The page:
Students of Skidmore College: I believe that those of you who walked out of classes "in protest of racism and in solidarity with the protests at the University of Missouri" have exercised poor judgement, encouraged by Skidmore College President Phillip A. Glotzbach and the faculty and staff of Skidmore. I base my opinions on an article posted on the Campus Reform web site: Skidmore College president encourages student walkout by Peter Hasson (Nov. 17, 2015).
You have heard the cliche "think outside of the box." Sometimes it is good advice. I believe the intellectual box you are in consists of these and similar propositions:
The Campus Reform article quotes a message from the Skidmore People of Color Union (SPOCU) giving the rationale for the walkout:
This walk out is intended to intentionally disrupt our normal daily lives to show how often and how abruptly people of colors [sic] lives are interrupted by acts of racism. . .Yes. In small ways and sometimes in large ways, disruption can be a tool for intellectual progress, for positive change. There are no guarantees. In the "politically correct" ambience of contemporary higher education, disruption is a tool for solidifying pre-existing opinions and sentiments. It is affectation, not enlightenment.
Note the wording of the above quote. Do average white Skidmore students write like that? I would hope not. More importantly, is it really true that the lives of black people are often and abruptly "interrupted by acts of racism"?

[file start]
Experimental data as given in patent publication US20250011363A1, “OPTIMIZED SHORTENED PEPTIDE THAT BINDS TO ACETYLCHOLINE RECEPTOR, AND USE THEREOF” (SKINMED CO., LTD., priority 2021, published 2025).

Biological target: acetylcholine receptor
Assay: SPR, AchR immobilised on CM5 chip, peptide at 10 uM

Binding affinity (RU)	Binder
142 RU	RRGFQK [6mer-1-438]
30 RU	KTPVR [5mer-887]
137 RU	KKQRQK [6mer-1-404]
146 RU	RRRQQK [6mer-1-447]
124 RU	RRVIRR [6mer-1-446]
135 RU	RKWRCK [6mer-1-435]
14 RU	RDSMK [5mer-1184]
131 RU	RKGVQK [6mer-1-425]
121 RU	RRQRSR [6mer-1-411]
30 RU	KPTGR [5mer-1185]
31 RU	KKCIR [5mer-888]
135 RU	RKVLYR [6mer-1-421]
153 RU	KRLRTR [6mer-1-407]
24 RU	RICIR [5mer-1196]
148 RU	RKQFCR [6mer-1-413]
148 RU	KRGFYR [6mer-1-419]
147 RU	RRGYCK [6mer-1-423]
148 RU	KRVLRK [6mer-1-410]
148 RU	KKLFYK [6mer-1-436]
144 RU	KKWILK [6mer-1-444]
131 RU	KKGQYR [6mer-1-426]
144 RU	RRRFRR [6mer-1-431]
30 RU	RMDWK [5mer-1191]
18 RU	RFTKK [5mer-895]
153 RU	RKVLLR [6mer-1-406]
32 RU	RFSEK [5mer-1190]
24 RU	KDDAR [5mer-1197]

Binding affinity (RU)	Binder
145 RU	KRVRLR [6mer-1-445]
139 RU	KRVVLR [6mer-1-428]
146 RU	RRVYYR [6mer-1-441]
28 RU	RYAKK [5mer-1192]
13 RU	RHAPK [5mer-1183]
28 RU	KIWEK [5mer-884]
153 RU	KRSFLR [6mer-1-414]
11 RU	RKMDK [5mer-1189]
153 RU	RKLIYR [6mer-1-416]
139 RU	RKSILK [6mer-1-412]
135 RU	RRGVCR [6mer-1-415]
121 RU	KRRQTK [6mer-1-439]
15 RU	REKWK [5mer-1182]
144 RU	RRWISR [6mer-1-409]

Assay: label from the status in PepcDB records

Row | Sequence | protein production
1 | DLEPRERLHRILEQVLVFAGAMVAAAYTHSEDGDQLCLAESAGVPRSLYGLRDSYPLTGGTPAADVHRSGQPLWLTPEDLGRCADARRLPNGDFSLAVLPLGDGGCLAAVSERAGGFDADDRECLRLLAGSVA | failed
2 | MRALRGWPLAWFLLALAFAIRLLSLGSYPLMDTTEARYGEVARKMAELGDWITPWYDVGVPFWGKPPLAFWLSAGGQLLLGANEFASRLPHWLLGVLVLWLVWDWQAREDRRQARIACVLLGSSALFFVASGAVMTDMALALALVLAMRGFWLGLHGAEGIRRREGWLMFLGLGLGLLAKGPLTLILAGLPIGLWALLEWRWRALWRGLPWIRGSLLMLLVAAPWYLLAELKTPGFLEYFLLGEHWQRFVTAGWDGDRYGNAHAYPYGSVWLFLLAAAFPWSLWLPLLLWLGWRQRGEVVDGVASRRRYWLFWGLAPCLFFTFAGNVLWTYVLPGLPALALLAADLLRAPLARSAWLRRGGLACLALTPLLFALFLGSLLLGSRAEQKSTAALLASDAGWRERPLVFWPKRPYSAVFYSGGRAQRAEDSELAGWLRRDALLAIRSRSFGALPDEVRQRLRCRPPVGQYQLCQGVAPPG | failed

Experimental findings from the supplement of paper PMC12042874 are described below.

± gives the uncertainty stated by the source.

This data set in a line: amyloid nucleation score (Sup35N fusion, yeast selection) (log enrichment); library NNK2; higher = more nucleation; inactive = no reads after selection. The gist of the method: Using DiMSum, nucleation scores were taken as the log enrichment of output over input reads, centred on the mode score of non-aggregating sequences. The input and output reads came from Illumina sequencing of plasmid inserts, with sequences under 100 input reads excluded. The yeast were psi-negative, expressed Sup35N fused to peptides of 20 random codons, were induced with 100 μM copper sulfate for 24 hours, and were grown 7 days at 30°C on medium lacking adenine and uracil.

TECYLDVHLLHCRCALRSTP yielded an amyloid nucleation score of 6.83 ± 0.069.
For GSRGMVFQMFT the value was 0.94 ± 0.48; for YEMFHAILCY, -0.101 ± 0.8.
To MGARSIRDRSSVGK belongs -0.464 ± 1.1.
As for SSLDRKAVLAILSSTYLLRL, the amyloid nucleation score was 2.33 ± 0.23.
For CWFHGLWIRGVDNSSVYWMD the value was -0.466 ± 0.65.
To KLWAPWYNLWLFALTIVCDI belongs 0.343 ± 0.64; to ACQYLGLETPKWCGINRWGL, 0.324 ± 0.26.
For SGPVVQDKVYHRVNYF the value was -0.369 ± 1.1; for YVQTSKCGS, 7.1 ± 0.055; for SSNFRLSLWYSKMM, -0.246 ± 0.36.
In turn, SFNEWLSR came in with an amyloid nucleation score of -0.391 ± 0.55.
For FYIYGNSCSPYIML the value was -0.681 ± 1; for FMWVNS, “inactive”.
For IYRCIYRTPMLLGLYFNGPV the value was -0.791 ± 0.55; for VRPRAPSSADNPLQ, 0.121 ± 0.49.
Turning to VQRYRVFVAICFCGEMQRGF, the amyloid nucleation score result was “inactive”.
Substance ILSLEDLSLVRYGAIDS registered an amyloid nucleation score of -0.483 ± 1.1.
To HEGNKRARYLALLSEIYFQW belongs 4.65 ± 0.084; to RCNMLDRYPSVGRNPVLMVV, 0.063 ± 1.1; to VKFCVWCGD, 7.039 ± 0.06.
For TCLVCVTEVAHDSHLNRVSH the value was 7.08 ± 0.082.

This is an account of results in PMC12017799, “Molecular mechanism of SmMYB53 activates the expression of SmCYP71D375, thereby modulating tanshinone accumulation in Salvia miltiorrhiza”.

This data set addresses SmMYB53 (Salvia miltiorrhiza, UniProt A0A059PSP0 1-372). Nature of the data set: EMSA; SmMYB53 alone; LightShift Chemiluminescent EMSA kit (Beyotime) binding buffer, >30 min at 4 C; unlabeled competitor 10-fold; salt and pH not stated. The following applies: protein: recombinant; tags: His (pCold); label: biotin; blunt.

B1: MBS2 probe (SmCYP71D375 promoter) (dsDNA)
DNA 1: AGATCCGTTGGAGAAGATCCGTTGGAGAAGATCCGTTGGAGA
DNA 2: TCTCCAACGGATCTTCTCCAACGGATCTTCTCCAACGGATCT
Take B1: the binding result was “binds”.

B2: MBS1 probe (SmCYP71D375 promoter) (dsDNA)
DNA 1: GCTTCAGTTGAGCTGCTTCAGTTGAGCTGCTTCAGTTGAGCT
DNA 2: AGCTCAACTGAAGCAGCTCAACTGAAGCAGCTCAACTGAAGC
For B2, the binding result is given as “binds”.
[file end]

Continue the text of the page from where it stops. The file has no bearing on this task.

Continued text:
I honestly do not think so. If it were true, then why are government agencies engaged in a covert effort to relocate poor black families our of poor black neighborhoods, where there is presumably no anti-black racism, into prosperous, mostly white neighborhoods where anti-black racism, according to the SPOCU premise, would be rampant? (Housing policies still pin poor in Baltimore, but some escape to suburbs by Doug Donovan, Baltimore Sun, Dec 15, 2015) Why would 100,000 black families put themselves on a waiting list for such relocation?
My hunch is that 2016, the final year of the Obama administration, will see more campus racial activism than the previous seven years all put together. There will be demonstrations, obstructions, accusations, speeches, impassioned editorials, exhortations and highly slanted "news" articles.
You will need to develop a critical perspective to get insight into what is actually going on. To that end, I suggest that you read some of my previous blog posts, especially White Students at the University of Missouri: What you need to know, what you might do. The main index page of this web site has links to commentary on other current instances of campus racial activism. For historical context, read Virtual Racism at the University of Michigan in the Winter of 1987.
I've also written about Ferguson, Baltimore, etc. The following articles illustrate my approach to critical thinking:
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